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II. The first is the character of the ancient Character of comedy, which has no likeness to any thing in edy. nature. Its genius is so wild and strange, that it scarce admits a definition. In what class of comedy must we place it ? It appears to me a species of writing by itself. If we had Phrynicus, Plato, Eupolis, Critinus Ameipsias, and so many other celebrated rivals of Aristophanes, of whom all that we can find are a few fragments scattered in Plutarch, Athenias, and Suidas,we might compare them with our poet, settle the general scheme, observe the minuter differences, and form a complete notion of their comic stage. But for want of all this we can fix only on Aristophanes, and it is true that he may be in some measure sufficient to furnish a tolerable judgment of the old comedy; for if we believe him, and who can be better credited ? he was the most daring of all his brethren the poets, who practised the same kind of writing. Upon this supposition we may conclude, that the comedy of those days consisted in an allegory drawn out and continued ; an allegory never very regular, but often ingenious, and almost always carried beyond strict propriety, of satire keen and biling, but diversified, sprightly and unexpected ; so that the wound was given before it was perceived. Their points of satire were thunderbolts, and their wild figures, with their variety and quickness, had the effect of lightning. Their imitation was carried even to resemblance of persons, and their common entertainments, was a parody of rival poets joined, if I may so express it, with a parody of manners and habits.
But it would be tedious to draw out to the reader that which he will already have perceived better than myself.
I have no design to anticipate his reflections; and therefore shall only sketch the picture, which he must finish by himself; he will pursue the subject farther, and form to himself a view of the common and domestic life of the Athenians, of which this kind of comedy was a picture, with some aggravation of the features; he will bring within his view all the customs, manners, and vices, and the whole character of the people of Athens. By bringing all these together he will fix in his mind an indelible idea of a people in whom so many contrarieties were united, and who in a manner that can scarce be expressed, connected nobility with the cast of Athens, wisdom with madness, rage for novelty with a bigotry for antiquity, the politeness of a monarchy with the roughness of a republic, refinement with coarseness, independence with slavery, haughtiness with servile compliance, severity of manners with debauchery, a kind of irreligion with piety. We shall do this in reading ; as in travelling through different nations we make ourselves masters of their characters by combining their different appearances, and reflecting upon what we see. the movem. 111. The government of Athens makes a ment of the fine part of the ancient comedy. In most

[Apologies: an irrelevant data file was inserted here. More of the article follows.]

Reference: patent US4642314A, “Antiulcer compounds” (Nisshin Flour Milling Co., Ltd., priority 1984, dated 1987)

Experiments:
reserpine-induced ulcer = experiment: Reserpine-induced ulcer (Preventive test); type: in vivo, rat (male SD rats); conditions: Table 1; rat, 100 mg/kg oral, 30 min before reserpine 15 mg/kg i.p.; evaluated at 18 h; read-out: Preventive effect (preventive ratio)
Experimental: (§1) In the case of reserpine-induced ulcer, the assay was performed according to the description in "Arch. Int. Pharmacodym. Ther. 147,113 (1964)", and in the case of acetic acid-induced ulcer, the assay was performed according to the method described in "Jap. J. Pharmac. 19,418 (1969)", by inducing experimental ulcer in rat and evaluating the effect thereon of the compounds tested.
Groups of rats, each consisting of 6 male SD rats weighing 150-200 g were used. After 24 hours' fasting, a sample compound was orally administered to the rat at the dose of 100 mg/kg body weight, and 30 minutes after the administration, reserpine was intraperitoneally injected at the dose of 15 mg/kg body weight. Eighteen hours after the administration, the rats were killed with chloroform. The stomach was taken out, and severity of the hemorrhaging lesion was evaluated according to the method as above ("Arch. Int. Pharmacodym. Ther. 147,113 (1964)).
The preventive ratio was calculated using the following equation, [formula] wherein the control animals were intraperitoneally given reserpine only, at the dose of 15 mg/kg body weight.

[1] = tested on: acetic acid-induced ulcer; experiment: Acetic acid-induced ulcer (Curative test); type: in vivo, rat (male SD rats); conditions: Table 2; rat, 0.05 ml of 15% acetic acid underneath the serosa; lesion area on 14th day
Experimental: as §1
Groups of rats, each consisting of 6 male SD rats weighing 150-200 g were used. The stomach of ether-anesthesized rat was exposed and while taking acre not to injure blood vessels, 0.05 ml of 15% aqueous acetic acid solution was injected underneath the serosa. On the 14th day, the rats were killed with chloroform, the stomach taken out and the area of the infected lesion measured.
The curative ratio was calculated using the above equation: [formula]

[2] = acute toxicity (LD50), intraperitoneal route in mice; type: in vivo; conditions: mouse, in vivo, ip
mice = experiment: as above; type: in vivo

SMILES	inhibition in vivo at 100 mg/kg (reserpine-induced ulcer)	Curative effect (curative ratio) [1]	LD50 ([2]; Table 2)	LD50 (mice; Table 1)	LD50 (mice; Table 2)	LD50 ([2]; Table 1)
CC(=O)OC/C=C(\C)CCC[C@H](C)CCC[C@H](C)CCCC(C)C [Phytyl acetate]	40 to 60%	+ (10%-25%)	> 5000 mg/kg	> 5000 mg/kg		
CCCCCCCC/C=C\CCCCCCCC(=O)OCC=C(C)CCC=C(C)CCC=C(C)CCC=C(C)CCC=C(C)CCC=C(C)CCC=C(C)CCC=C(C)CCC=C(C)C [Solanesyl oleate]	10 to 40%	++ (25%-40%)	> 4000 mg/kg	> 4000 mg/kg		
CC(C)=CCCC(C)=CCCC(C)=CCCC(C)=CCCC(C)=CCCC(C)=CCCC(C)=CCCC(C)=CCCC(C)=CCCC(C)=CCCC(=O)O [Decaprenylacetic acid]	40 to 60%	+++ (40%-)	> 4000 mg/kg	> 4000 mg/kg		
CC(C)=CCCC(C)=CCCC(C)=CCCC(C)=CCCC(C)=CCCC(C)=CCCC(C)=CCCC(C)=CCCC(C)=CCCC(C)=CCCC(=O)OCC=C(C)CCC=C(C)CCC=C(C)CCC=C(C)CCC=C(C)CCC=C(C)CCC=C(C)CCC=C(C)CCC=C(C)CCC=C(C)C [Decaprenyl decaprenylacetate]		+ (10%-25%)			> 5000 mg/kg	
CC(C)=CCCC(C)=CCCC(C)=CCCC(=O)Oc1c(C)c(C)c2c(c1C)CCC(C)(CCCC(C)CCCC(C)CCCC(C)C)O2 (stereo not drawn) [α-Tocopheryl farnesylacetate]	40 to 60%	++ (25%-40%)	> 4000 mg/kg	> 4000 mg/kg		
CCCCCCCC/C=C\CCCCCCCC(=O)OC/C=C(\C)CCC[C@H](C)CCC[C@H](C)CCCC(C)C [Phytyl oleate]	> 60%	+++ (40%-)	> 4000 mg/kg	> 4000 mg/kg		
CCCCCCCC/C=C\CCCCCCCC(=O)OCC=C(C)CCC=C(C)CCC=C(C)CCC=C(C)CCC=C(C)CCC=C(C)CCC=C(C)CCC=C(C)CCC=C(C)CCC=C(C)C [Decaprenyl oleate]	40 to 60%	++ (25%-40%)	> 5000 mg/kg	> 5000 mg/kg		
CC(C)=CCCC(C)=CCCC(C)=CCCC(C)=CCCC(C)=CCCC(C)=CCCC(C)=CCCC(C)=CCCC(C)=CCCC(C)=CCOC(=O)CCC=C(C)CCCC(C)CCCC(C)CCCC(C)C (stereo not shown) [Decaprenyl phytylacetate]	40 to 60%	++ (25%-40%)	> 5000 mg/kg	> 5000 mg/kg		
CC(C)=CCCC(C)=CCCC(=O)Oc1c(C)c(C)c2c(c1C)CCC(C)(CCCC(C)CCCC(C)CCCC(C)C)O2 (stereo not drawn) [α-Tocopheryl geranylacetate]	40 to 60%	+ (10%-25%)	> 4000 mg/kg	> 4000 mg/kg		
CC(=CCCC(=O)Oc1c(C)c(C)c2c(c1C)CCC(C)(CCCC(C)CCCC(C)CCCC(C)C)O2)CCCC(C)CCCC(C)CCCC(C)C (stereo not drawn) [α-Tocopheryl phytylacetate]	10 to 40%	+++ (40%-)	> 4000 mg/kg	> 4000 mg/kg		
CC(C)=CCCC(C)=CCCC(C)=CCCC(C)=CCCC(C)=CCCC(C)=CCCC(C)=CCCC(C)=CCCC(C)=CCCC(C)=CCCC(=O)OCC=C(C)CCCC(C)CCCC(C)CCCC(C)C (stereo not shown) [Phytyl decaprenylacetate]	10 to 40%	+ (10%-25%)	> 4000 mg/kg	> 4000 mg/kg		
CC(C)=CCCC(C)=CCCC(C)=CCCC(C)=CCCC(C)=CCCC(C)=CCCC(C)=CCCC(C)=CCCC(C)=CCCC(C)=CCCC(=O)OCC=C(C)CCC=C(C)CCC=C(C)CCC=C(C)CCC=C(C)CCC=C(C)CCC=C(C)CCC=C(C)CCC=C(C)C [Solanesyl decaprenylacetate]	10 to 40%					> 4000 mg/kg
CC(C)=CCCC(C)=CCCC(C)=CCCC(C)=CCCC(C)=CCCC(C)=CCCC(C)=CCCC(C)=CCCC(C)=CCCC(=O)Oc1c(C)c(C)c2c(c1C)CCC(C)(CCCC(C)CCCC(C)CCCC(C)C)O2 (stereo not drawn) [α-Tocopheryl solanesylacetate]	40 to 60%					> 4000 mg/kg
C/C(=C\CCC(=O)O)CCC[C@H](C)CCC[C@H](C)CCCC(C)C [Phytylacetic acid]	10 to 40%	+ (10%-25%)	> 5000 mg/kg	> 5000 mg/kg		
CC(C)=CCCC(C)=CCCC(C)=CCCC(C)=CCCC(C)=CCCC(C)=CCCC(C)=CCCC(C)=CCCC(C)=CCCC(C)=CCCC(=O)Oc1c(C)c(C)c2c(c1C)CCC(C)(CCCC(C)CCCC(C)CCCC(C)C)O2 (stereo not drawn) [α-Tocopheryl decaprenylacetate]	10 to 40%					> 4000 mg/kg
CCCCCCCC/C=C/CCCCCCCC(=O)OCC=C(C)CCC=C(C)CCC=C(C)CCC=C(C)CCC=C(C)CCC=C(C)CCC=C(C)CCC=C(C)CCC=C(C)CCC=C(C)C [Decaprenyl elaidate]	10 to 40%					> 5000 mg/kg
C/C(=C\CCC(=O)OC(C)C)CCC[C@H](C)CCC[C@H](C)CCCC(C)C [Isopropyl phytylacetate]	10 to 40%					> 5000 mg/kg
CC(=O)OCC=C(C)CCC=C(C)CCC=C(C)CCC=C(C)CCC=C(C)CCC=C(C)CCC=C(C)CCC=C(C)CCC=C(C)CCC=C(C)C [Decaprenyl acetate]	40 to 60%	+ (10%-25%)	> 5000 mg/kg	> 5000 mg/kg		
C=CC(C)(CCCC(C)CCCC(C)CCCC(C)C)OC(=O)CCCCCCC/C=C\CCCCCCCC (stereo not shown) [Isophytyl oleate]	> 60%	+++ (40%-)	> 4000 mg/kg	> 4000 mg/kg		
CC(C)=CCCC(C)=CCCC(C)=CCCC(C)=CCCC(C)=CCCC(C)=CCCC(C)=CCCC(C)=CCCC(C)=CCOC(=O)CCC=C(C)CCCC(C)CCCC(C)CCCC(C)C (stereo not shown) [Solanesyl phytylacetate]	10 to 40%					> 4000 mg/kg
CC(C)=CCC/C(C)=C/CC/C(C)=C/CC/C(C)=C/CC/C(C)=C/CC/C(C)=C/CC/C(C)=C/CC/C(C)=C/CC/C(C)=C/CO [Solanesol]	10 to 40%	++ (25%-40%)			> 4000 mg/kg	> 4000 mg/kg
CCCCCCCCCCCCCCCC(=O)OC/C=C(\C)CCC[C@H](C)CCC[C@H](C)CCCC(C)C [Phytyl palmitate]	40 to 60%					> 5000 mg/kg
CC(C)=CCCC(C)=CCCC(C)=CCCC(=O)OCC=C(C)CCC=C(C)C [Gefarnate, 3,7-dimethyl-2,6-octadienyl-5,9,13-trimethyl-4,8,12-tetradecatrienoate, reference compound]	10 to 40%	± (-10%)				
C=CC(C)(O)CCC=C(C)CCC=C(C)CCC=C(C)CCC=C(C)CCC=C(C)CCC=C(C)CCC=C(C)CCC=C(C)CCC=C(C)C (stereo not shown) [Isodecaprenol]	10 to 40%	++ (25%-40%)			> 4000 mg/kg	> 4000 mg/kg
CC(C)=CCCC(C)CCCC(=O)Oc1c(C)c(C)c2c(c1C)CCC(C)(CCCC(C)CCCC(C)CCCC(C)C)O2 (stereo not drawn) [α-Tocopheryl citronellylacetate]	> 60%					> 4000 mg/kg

*** states the mystery of government is confined within the walls of the cabinets; even in commonwealths, it does not pass but through five or six heads, who rule those that think themselves the rulers. Oras tory dares not touch it, and comedy still less. Cicero himself did not speak freely upon so nice a subject as the Roman commonwealth ; but the Athenian eloquence was informed of the whole secret, and searches the re